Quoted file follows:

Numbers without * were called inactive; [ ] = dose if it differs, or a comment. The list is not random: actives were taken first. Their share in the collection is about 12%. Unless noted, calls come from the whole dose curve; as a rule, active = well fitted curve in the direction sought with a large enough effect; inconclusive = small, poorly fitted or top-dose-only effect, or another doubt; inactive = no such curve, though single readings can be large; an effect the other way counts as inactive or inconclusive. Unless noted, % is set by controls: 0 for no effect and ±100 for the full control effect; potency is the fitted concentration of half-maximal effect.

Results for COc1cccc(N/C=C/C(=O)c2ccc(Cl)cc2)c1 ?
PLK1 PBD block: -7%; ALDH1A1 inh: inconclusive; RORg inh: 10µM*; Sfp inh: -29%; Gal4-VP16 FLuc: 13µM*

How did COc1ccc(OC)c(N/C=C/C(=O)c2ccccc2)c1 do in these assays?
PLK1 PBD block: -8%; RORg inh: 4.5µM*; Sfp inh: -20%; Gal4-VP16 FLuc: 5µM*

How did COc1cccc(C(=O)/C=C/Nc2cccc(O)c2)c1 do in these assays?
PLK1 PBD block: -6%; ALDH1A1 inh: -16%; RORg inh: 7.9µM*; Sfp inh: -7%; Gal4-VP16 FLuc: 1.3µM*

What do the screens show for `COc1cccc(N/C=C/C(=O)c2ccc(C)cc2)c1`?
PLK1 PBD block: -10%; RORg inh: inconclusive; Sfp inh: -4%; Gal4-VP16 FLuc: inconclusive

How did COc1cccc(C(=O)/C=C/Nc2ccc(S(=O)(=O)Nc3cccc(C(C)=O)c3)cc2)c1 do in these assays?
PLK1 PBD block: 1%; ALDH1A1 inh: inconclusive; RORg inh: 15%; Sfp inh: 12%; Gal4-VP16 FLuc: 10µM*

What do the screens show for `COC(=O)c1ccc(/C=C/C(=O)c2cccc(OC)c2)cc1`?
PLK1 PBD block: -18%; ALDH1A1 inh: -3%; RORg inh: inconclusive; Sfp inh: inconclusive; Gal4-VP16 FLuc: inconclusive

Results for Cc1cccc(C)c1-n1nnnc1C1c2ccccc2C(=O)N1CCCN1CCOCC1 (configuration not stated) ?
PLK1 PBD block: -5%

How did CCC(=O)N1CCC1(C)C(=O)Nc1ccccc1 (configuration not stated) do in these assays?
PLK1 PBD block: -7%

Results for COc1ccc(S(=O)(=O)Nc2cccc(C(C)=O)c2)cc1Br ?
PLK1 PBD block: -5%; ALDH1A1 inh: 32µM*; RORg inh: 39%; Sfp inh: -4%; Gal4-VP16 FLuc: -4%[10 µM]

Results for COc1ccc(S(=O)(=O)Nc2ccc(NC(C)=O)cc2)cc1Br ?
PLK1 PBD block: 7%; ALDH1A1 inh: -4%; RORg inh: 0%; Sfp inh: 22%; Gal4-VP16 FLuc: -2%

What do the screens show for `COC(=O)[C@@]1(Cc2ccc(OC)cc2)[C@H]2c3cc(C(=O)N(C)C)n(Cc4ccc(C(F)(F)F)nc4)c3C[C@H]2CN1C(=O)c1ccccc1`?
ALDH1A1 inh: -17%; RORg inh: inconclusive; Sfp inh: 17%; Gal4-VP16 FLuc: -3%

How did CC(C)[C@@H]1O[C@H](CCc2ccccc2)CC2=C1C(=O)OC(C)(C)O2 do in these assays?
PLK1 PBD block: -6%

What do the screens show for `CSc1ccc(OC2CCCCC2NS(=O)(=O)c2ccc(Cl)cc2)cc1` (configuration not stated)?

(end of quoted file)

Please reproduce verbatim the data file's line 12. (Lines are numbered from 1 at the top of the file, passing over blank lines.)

What do the screens show for `COC(=O)c1ccc(/C=C/C(=O)c2cccc(OC)c2)cc1`?